Friday, June 5, 2015

The Initial Thrills of Quiet Pills

I learned to drive and got a job as a secretary with a small interior design firm in downtown Little Rock.  I answered telephones and typed up correspondence intended for high-end clients with velvet drapery issues and throw pillow emergencies.  The work was monotonous but familiar.  My co-workers were friendly and relatively straight-laced.  They all carried themselves like adults, even the ones that were my age.  I still felt and acted like a kid.

Kirin started daycare down the road from where we lived.  Mrs. Collins was a lovely, middle-aged woman who ran a brisk child-watching business from her home.  The house rivaled that high traffic storybook shoe, teeming with Hubbard kids and several hundred of their closest friends.  Despite the busy household, we couldn't have asked for a nicer lady to take care of our little boy.

Mrs. Collins was right there when Kirin cut his first tooth, when he learned to walk and talk.  Although I'm sure she was thrilled to pieces with these developmental milestones, her arms were often filled with other bundles of joy and income.  How nice if Mrs. Collins could have taught me how to be a better mother.  She looked really good at it.  But it was obvious she didn't have a minute to spare.

Whenever I pulled into the driveway at twilight and saw Mr. Collins barbecuing alongside the house, I felt envious of their easy-going, laid back approach to the world at large.  Children climbing in and out of the pool, infants crying, phones ringing.  Yet they seemed to work together well and took it all in stride.  I wished I could have been more relaxed like that.  Let problems roll off my back.

I felt guilty, separating my child from his robust daytime family.  Sometimes, he cried when I put him in his car seat and we headed down the street toward home. He pointed out the back window of the car, rubbing his eyes and calling her name, "Jean.  Jean."

I felt even worse once I got home.  I just didn't see myself as part of a couple or a family or any of that.  I wanted to, I think.  Maybe.  I don't know.  I can't blame Jason, even though I'm sure I tried.  He was dutiful and diligent.  He even started working nights, so he could make a little extra money.

My drinking became a regular activity, uninterrupted in the evenings between the hours of 6 pm and whenever I eventually passed out.  That start time changed to 5:15 once I realized I could stop at the liquor store and drink a few beers on my ride home from work.

I began noticing that I reached for the wine bottle as soon as I got in the house and put the diaper bag down.  And I drank up until the moment I went unconscious. But I dismissed my concerns based on the assumption that pouring a drink was just what people did when they got home from work.  Heck, I deserved it!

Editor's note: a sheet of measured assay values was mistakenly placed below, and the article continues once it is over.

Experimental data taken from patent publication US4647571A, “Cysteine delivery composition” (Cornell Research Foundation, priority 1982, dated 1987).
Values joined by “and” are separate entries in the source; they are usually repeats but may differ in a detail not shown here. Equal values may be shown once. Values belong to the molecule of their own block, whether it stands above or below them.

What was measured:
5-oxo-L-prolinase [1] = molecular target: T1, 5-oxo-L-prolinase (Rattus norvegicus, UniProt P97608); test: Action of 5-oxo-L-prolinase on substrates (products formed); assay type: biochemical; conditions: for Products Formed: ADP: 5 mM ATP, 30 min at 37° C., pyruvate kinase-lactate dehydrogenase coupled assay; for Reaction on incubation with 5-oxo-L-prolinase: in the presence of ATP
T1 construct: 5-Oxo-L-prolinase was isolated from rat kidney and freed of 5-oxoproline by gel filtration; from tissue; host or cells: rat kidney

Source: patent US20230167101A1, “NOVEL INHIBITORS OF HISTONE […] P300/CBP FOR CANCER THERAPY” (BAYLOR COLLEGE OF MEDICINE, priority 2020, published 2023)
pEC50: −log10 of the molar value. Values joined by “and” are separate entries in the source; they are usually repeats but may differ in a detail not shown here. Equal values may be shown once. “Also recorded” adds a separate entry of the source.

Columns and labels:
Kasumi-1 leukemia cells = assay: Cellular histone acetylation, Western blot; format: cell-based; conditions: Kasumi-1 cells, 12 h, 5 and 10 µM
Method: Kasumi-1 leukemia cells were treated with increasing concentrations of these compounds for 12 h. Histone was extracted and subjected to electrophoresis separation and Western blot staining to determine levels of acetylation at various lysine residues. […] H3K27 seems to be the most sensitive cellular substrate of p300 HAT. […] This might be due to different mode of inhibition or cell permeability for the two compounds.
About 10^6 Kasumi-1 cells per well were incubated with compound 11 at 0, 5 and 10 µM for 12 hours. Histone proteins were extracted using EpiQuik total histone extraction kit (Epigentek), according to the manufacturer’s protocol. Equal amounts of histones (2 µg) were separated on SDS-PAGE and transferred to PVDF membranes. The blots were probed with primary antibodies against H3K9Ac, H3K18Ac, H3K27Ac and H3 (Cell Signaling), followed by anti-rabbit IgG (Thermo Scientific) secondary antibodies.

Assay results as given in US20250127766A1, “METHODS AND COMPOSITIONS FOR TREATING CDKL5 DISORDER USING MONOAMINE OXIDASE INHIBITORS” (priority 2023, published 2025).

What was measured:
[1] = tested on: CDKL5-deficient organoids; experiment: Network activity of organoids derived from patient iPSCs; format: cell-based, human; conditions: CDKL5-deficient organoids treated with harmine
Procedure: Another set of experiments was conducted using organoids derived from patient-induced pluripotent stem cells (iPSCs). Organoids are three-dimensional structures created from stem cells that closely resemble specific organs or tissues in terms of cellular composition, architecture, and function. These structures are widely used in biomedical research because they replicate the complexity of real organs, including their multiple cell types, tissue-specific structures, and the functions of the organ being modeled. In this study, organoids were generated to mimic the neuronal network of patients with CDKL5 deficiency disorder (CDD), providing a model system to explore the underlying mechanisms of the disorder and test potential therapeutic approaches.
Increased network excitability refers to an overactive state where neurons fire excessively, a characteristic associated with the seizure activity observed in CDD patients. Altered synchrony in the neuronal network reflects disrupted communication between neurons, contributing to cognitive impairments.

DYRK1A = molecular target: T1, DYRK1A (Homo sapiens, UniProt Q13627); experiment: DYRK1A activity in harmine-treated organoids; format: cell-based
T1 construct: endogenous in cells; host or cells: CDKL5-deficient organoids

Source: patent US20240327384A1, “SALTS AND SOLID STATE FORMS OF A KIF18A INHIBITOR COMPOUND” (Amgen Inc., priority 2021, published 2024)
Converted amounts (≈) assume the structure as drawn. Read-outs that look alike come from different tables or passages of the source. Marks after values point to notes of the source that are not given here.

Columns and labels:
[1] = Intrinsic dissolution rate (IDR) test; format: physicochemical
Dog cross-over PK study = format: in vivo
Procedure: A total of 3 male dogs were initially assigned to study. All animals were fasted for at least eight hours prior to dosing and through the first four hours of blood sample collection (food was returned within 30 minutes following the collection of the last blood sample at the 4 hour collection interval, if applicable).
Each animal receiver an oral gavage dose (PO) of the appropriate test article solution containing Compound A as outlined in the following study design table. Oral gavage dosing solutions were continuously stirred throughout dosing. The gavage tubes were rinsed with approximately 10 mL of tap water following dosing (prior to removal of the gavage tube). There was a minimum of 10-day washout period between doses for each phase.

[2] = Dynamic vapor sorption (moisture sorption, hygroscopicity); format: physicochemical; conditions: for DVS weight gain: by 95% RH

I got loaded easily and often.  But I hated how sloppy I ended up when I just drank. So I resumed buying those little weight loss pills from the back of the ladies' magazines.  I selected a few different styles, to see which ones I liked best.

Ultimately, I settled on pure Ephedrine, 25 mg tabs.  I had no idea what kind of damage the shit could do to my heart, lungs and nervous system.  It never even crossed my mind.  I just liked how they made me feel - alert and energized.  The high certainly wasn't as awesome as cocaine, but it was better than nothing.  Plus, in my mind, diet pills didn't feel like drugs.  They were more like vitamins.

I placed my orders C.O.D. and had them delivered to the office.  I paid the UPS man in cash when the packages arrived, so Jason wouldn't know what I'd purchased.

In 1987, a thousand pills of whatever, plus shipping and handling, cost roughly thirty five dollars.  Initially, that could hold me for about fifteen to twenty days.  Before long, I was calling in orders twice and three times a month.

Gone was the drudgery of housework and the menial chores associated with being a worthwhile employee, wife and mother.  I could work all day - type, type, type. Leave the job - drive, drive, drive.  Do my housekeeping and take care of Kirin in the evening.  Drink, drink, drink.  I fed and bathed my baby, dressed him in his clothes for the next morning and placed him in his bed.  I vacuumed and mopped, washed dishes and folded laundry until the whole house was perfect.  The only sacrifice I made was sleep, but I didn't really feel like I needed any.

You know, when I look back over these memories, I remind myself that I never wanted to be a drug addict.  I was just trying to figure out a way to get everything done.

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